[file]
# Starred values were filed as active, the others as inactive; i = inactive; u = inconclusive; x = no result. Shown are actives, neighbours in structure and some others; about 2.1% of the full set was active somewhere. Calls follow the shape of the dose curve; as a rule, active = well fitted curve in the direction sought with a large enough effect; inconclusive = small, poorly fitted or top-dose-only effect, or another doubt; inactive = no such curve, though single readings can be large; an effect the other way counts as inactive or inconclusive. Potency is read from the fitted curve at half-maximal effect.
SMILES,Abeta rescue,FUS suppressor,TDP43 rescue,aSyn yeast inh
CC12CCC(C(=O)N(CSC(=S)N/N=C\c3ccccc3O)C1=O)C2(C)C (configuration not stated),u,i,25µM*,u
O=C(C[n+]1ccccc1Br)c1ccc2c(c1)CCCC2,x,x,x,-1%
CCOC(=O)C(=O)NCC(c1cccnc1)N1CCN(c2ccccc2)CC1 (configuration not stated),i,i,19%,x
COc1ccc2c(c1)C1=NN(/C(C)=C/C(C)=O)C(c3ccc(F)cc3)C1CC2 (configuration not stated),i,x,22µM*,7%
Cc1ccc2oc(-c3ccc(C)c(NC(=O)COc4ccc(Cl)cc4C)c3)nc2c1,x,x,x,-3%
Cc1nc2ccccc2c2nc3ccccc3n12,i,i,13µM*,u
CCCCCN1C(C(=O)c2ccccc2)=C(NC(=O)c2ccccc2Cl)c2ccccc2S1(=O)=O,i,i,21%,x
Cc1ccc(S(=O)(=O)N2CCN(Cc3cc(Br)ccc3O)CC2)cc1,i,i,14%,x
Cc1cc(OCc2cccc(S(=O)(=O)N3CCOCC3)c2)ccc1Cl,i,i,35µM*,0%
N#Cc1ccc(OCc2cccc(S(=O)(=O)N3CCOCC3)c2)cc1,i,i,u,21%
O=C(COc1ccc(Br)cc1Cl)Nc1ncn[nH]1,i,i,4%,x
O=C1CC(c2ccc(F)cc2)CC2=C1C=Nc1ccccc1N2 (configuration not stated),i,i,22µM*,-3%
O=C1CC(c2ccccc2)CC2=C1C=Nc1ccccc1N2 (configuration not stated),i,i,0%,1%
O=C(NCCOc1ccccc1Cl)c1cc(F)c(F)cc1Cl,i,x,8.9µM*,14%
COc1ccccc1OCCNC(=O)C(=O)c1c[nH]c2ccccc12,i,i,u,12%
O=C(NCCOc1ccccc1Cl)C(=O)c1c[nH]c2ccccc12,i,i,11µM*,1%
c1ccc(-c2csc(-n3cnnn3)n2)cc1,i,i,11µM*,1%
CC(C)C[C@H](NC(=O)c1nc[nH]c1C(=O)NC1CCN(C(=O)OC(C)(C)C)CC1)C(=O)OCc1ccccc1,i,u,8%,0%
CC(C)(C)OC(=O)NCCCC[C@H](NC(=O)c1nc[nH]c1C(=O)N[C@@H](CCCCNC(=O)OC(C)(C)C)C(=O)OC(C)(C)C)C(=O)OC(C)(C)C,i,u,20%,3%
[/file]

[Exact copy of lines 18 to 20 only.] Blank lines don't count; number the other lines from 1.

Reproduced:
O=C(NCCOc1ccccc1Cl)C(=O)c1c[nH]c2ccccc12,i,i,11µM*,1%
c1ccc(-c2csc(-n3cnnn3)n2)cc1,i,i,11µM*,1%
CC(C)C[C@H](NC(=O)c1nc[nH]c1C(=O)NC1CCN(C(=O)OC(C)(C)C)CC1)C(=O)OCc1ccccc1,i,u,8%,0%